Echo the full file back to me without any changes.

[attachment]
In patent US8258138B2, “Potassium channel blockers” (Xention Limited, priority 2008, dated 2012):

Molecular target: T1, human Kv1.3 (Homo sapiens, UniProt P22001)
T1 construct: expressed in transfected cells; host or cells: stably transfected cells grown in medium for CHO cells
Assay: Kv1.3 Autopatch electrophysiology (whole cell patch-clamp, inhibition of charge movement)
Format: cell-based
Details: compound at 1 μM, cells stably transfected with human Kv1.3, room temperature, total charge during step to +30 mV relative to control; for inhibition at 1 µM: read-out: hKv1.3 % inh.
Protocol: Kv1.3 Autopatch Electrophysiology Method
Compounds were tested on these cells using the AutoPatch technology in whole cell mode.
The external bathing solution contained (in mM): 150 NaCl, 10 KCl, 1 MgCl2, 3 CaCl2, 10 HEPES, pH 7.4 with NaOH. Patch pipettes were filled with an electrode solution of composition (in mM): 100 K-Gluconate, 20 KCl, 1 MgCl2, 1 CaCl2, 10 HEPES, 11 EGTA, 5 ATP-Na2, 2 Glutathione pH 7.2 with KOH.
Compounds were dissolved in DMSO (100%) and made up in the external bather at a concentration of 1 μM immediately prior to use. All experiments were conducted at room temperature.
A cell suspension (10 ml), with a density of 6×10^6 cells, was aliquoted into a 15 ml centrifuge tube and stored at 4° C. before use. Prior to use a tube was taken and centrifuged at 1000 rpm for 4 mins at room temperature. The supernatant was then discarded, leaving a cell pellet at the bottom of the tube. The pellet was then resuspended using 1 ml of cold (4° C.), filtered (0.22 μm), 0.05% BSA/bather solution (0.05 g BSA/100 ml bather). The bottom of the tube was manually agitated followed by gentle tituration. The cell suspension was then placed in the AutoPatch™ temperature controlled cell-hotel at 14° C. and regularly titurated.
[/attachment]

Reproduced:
In patent US8258138B2, “Potassium channel blockers” (Xention Limited, priority 2008, dated 2012):

Molecular target: T1, human Kv1.3 (Homo sapiens, UniProt P22001)
T1 construct: expressed in transfected cells; host or cells: stably transfected cells grown in medium for CHO cells
Assay: Kv1.3 Autopatch electrophysiology (whole cell patch-clamp, inhibition of charge movement)
Format: cell-based
Details: compound at 1 μM, cells stably transfected with human Kv1.3, room temperature, total charge during step to +30 mV relative to control; for inhibition at 1 µM: read-out: hKv1.3 % inh.
Protocol: Kv1.3 Autopatch Electrophysiology Method
Compounds were tested on these cells using the AutoPatch technology in whole cell mode.
The external bathing solution contained (in mM): 150 NaCl, 10 KCl, 1 MgCl2, 3 CaCl2, 10 HEPES, pH 7.4 with NaOH. Patch pipettes were filled with an electrode solution of composition (in mM): 100 K-Gluconate, 20 KCl, 1 MgCl2, 1 CaCl2, 10 HEPES, 11 EGTA, 5 ATP-Na2, 2 Glutathione pH 7.2 with KOH.
Compounds were dissolved in DMSO (100%) and made up in the external bather at a concentration of 1 μM immediately prior to use. All experiments were conducted at room temperature.
A cell suspension (10 ml), with a density of 6×10^6 cells, was aliquoted into a 15 ml centrifuge tube and stored at 4° C. before use. Prior to use a tube was taken and centrifuged at 1000 rpm for 4 mins at room temperature. The supernatant was then discarded, leaving a cell pellet at the bottom of the tube. The pellet was then resuspended using 1 ml of cold (4° C.), filtered (0.22 μm), 0.05% BSA/bather solution (0.05 g BSA/100 ml bather). The bottom of the tube was manually agitated followed by gentle tituration. The cell suspension was then placed in the AutoPatch™ temperature controlled cell-hotel at 14° C. and regularly titurated.